In the hard sciences, which can often feel out of grasp for many lay readers, there are "great thinkers" who go far beyond the equations, formulas, and research. Minds such as Stephen Hawking philosophize about the functions and nature of the universe, the implications of our existence, and other impossibly fascinating, yet difficult questions. Stuart A. Kauffman is one of those great thinkers. He has dedicated his lifetime to researching "complex systems" at prestigious institutions and now writes his treatise on the most complex system of all: our universe. A recent Scientific American article claims that "philosophy begins where physics ends, and physics begins where philosophy ends," and perhaps no better quote sums up what Kauffman's latest book offers. Grounded in his rigorous training and research background, Kauffman is inter-disciplinary in every sense of the word, sorting through the major questions and theories in biology, physics, and philosophy. Best known for his philosophy of evolutionary biology, Kauffman coined the term "prestatability" to call into question whether science can ever accurately and precisely predict the future development of biological features in organisms. As evidenced by the title's mention of creativity, the book refreshingly argues that our preoccupation to explain all things with scientific law has deadened our creative natures. In this fascinating read, Kauffman concludes that the development of life on earth is not entirely predictable, because no theory could ever fully account for the limitless variations of evolution. Sure to cause a stir, this book will be discussed for years to come and may even set the tone for the next "great thinker."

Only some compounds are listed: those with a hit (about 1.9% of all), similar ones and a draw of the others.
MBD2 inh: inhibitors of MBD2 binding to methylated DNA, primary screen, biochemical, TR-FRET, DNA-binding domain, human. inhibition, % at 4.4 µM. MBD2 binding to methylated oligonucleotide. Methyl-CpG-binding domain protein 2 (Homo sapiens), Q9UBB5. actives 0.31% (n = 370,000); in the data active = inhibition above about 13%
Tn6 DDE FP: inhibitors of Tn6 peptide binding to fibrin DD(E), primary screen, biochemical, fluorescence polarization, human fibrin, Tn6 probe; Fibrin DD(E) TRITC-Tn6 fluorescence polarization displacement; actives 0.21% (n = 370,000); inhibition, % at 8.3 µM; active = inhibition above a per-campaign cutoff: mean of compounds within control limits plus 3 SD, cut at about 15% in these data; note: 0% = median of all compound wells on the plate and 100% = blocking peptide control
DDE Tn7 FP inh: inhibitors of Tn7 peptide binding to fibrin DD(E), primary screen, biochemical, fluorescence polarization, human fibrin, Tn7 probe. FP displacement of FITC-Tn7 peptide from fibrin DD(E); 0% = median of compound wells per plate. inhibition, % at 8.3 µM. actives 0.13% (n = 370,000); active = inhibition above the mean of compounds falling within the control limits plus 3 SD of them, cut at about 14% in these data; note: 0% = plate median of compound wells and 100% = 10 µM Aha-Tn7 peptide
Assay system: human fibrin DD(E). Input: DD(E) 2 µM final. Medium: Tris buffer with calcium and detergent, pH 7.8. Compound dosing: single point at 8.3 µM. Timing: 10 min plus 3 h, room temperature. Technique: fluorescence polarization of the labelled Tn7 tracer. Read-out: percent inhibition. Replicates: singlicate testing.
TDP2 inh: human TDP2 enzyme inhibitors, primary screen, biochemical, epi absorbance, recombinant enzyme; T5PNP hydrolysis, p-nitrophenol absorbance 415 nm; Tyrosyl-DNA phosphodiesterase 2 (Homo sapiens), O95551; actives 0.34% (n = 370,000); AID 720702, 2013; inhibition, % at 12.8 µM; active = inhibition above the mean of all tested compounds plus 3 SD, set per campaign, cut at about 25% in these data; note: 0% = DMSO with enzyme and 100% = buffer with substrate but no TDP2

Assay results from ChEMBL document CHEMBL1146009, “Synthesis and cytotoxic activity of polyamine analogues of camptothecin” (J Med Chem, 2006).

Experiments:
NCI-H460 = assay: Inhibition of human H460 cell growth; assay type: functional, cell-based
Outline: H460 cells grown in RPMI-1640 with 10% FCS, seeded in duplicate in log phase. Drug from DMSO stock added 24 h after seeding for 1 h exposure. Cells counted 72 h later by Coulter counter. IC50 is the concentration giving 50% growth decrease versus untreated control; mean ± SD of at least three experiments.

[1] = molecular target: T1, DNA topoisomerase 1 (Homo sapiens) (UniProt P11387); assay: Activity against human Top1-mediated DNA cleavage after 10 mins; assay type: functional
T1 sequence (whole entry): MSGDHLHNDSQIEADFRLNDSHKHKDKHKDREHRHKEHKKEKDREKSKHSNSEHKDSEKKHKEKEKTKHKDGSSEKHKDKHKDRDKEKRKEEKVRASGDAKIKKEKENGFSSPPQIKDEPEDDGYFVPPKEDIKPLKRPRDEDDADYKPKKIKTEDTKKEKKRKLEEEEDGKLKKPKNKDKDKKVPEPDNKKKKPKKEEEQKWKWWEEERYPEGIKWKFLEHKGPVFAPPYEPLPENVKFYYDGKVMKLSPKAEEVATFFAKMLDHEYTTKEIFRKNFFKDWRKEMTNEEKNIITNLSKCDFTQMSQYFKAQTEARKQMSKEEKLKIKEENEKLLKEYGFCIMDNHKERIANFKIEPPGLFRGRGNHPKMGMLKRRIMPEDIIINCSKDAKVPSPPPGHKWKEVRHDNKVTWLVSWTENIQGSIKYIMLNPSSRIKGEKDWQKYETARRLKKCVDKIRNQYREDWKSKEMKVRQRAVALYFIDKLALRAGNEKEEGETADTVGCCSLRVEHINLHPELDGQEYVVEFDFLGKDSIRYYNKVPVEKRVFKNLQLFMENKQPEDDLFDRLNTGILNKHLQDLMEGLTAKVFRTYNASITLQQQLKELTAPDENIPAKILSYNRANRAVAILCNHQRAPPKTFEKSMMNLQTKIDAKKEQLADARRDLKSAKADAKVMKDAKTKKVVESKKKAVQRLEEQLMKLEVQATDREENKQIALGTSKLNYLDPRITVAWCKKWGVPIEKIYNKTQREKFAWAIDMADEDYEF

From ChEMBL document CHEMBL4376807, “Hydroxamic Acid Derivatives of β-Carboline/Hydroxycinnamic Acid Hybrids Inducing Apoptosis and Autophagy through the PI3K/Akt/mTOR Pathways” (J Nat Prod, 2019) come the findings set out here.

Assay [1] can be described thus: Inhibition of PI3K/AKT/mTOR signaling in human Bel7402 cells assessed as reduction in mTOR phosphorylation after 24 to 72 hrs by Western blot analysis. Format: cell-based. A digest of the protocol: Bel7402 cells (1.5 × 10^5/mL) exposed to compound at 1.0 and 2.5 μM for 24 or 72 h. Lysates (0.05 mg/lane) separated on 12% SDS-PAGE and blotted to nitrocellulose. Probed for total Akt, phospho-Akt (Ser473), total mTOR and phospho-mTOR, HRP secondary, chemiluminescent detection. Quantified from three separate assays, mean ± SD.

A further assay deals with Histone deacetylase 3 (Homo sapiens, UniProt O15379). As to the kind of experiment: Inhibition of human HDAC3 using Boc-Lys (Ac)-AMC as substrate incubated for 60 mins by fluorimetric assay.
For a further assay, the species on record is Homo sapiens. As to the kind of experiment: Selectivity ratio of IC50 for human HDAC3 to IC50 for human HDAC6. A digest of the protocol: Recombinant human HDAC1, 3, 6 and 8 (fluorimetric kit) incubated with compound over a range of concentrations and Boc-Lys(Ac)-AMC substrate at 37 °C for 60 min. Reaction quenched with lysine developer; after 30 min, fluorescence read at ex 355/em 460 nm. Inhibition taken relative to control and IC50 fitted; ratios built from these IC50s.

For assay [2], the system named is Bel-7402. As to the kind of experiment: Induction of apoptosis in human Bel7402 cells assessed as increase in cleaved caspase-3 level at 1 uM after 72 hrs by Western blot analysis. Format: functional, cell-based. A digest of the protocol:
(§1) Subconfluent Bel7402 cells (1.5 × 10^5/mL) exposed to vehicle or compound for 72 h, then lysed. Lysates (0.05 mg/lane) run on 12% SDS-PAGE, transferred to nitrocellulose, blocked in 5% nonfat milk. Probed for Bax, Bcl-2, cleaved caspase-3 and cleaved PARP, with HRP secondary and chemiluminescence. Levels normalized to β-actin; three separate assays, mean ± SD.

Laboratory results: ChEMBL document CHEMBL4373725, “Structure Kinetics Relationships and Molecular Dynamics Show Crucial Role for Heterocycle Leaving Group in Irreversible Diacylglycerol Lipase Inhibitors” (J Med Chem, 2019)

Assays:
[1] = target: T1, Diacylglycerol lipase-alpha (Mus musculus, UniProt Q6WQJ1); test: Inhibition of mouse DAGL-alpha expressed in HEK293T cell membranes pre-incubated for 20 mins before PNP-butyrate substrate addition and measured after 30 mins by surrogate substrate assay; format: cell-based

In the first of five lectures on chemical bonds, start to unravel the mystery of what joins atoms into molecules. Investigate how molecular bonds reflect the octet rule encountered in Lecture 7 and fall into four classes: ionic, covalent, polar covalent, and metallic bonds.